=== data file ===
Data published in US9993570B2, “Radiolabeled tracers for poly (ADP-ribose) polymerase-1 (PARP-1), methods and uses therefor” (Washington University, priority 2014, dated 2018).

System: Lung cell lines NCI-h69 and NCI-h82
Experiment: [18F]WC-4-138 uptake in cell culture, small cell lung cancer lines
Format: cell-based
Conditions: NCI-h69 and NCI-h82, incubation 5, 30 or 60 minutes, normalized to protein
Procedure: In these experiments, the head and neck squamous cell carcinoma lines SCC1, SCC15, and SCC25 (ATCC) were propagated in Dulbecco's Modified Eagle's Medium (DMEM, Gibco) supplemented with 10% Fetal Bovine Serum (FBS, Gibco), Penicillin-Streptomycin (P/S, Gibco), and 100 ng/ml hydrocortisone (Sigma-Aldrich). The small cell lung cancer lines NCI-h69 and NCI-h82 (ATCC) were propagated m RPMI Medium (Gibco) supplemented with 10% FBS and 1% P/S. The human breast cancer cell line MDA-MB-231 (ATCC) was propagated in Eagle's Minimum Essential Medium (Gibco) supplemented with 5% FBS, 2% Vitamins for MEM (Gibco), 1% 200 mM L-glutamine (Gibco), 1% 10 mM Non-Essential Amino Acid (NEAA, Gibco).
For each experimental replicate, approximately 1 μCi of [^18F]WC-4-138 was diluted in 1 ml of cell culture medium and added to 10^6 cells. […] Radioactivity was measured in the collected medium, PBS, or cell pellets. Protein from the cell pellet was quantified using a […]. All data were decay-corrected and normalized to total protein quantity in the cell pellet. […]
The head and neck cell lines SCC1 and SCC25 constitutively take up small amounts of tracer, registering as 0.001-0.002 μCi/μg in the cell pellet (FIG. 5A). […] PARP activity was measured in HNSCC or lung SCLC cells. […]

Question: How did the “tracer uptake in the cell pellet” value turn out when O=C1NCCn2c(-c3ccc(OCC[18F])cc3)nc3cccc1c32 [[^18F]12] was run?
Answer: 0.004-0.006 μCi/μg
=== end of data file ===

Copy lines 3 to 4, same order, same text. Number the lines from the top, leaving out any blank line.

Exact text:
Experiment: [18F]WC-4-138 uptake in cell culture, small cell lung cancer lines
Format: cell-based